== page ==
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Jeffrey Bielicki

Jeffrey Bielicki

Former Research Fellow, Energy Technology Innovation Policy research group, 2006–2009

 

Experience

Former Research Fellow, Energy Technology Innovation Policy research group, 2006–2009

Current Affiliations:

Weinberg Fellow, Energy and Transportation Science Division, Energy and Engineering Sciences Directorate, Oak Ridge National Laboratory, Tennessee  

Fellow in Energy and Technology, Baker Center for Public Policy, University of Tennessee, Knoxville

 

 

By Date

 

2009

Photo by Jeffrey Bielicki

Forthcoming

"Optimal Spatial Deployment of Carbon Dioxide Capture and Storage Given a Price on Carbon Dioxide"

Journal Article, International Regional Science Review, Special Issue for ISOLDE XI

By Michael J. Kuby, Jeffrey Bielicki, Former Research Fellow, Energy Technology Innovation Policy research group, 2006–2009 and Richard S. Middleton

Carbon dioxide capture and storage (CCS) links together technologies that separate carbon dioxide (CO2) from fixed point source emissions and transport it by pipeline to geologic reservoirs into which it is injected underground for long-term containment. Previously, models have been developed to minimize the cost of a CCS infrastructure network that captures a given amount of CO2. The CCS process can be costly, however, and large-scale implementation by industry will require government regulations and economic incentives. The incentives can price CO2 emissions, through a tax or a cap-and-trade system, or involve the purchase of CO2 by oil companies for enhanced oil recovery from depleted oil fields.

 

 

In Press

"Learning about Carbon Capture and Storage: Changing Stakeholder Perceptions With Expert Information"

Conference Paper, Energy Procedia

By Jennie Stephens, Former Associate, Energy Technology Innovation Policy, Jeffrey Bielicki, Former Research Fellow, Energy Technology Innovation Policy research group, 2006–2009 and Gabriel Rand

This paper explores stakeholders’ perceptions of the risks and benefits of CCS technology, and how those perceptions changed with additional information provided by CCS technology experts.

 

2008

October 2008

Public Perception of Carbon Capture and Storage Technology Workshop

Event Report

By Jeffrey Bielicki, Former Research Fellow, Energy Technology Innovation Policy research group, 2006–2009 and Jennie Stephens, Former Associate, Energy Technology Innovation Policy

On June 2-3, 2008, ETIP hosted a workshop on "Public Perception of Carbon Capture and Storage Technology."

 

 

May 2008

"Returns to Scale in Carbon Capture and Storage Infrastructure and Deployment"

Discussion Paper

By Jeffrey Bielicki, Former Research Fellow, Energy Technology Innovation Policy research group, 2006–2009

In this Belfer Center discussion paper, Bielicki describes SimCCS, a cost-minimizing geospatial deployment model used to deploy CCS for a variety of combinations of CO2 sources and injection reservoirs. The purpose of SimCCS is to determine the returns to scale for CCS deployment and to unravel the determinants thereof.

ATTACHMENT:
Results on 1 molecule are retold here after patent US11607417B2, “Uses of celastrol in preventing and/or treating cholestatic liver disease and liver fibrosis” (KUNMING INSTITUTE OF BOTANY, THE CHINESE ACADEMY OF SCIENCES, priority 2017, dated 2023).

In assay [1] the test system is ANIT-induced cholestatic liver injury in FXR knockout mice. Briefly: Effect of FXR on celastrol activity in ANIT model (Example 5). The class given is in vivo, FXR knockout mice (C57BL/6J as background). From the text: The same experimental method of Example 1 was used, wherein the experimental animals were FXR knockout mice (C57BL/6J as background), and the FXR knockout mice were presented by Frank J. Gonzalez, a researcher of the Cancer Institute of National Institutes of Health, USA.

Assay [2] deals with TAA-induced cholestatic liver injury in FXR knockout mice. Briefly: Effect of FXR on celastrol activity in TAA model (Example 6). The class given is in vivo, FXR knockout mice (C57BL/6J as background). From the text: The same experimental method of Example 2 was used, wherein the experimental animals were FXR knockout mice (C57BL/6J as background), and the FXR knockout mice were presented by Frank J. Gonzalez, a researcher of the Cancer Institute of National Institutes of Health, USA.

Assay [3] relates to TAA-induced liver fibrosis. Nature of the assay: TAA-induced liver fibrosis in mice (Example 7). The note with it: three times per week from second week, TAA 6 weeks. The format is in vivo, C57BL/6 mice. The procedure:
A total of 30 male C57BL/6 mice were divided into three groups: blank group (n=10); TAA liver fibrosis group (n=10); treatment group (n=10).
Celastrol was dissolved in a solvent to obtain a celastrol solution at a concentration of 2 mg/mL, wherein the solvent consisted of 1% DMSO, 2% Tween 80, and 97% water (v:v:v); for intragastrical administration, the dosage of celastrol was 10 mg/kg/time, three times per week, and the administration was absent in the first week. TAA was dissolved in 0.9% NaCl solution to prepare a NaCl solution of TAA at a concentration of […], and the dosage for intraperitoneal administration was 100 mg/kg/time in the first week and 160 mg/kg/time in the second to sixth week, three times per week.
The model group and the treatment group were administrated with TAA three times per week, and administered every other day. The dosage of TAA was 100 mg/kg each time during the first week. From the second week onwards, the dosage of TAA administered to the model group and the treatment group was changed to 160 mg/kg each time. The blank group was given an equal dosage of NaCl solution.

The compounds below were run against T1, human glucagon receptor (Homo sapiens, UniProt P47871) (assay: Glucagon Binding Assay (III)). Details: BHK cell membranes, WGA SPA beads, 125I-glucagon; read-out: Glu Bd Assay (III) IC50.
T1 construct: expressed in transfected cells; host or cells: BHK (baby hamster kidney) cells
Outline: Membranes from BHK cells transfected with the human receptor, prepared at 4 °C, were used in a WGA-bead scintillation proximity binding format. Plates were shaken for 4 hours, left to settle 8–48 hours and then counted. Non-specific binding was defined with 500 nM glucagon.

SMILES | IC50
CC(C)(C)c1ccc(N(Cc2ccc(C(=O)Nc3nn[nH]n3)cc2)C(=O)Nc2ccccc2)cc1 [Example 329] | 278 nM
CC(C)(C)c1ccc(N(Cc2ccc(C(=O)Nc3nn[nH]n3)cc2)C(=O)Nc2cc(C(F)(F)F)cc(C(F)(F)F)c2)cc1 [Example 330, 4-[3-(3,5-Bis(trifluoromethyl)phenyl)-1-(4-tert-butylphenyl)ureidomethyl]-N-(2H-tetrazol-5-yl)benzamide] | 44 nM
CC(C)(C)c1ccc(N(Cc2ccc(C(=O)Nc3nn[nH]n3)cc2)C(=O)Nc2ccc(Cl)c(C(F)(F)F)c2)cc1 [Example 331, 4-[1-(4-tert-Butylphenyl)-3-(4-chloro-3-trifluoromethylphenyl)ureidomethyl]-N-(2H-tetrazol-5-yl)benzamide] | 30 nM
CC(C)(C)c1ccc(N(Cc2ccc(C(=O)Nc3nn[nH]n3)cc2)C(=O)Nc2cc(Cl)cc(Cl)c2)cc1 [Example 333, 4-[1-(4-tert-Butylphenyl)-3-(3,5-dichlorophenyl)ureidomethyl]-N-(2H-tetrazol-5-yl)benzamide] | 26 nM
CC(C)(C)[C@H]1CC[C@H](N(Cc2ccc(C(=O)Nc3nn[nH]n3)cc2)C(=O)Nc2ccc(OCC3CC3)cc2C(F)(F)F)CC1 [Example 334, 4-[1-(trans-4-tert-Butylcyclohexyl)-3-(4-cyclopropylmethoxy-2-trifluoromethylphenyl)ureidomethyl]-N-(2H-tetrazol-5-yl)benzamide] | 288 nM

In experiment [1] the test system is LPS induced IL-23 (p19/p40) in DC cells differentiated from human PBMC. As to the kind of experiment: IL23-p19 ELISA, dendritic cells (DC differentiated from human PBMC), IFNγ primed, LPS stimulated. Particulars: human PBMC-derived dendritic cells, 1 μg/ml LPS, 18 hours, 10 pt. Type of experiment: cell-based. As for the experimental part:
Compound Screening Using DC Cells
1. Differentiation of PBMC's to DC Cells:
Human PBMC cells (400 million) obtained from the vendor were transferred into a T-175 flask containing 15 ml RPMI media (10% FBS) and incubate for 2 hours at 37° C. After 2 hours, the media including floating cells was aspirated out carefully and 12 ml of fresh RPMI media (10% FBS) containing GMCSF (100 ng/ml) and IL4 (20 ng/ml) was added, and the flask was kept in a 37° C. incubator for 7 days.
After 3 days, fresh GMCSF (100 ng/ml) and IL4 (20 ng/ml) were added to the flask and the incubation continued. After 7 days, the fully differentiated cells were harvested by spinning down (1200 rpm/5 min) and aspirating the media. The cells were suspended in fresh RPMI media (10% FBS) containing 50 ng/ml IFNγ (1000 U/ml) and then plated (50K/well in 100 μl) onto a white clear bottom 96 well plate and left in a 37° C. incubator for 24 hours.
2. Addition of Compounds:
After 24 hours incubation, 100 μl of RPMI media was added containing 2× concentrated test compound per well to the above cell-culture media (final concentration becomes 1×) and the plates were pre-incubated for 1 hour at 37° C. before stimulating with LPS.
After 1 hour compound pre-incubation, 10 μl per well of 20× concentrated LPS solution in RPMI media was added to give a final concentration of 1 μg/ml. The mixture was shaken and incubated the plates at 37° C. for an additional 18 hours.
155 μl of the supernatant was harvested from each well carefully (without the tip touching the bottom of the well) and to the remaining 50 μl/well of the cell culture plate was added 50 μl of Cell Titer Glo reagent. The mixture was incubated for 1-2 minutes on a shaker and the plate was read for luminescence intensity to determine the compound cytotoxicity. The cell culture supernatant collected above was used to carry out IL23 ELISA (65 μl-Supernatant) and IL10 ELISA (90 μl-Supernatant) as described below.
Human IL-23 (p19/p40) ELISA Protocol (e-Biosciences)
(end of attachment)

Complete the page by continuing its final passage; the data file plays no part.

2007

October 18, 2007

"Building a World that Buries Climate Change"

Presentation

By Jeffrey Bielicki, Former Research Fellow, Energy Technology Innovation Policy research group, 2006–2009

In this presentation on Capture and Storage (CCS), given at Clark University on October 18, 2007, Jeff Bielicki focuses on the interactions between technology, policy, economics, regulation, legal liability, and social acceptance - how each is embedded in the other and how each influences each other. He also summarizes the influence of CCS on power plant locations and on coal-to-liquids facilities.

 

 

September 2007

"Getting It Done: The Policy Environment in the US and China"

Book Chapter

By Jeffrey Bielicki, Former Research Fellow, Energy Technology Innovation Policy research group, 2006–2009, Aleksandra Kalinowski, Former Visiting Scholar, Energy Technology Innovation Policy Research Group/Science, Technology, and Public Policy Program, 2005-2008 and Lifeng Zhao, Former Research Fellow, Energy Technology Innovation Policy Research Group/Science, Technology, and Public Policy Program, 2006-2008

The United States and China account for about 43% of global emissions. What are the barriers, incentives and policy solutions to deployment of carbon capture and storage technologies in the world's biggest two CO2-emitting countries?

 

 

August 2, 2007

"On the Influence of Carbon Capture and Storage on the Location of Industrial Facilities"

Presentation

By Jeffrey Bielicki, Former Research Fellow, Energy Technology Innovation Policy research group, 2006–2009

Bielicki's presentation addresses the interacting economies of scale associated with CO2 transportation, electricity transmission, and coal shipping. He provides two cases, one for a coal-fired power plant and one for a coal-to-liquids plant.

 

2006

Kristian Vinkenes

December 5, 2006

"Industrial Organization and the Prospects for Carbon Capture and Storage in Deep Sea Sediment"

Presentation

By Jeffrey Bielicki, Former Research Fellow, Energy Technology Innovation Policy research group, 2006–2009

 

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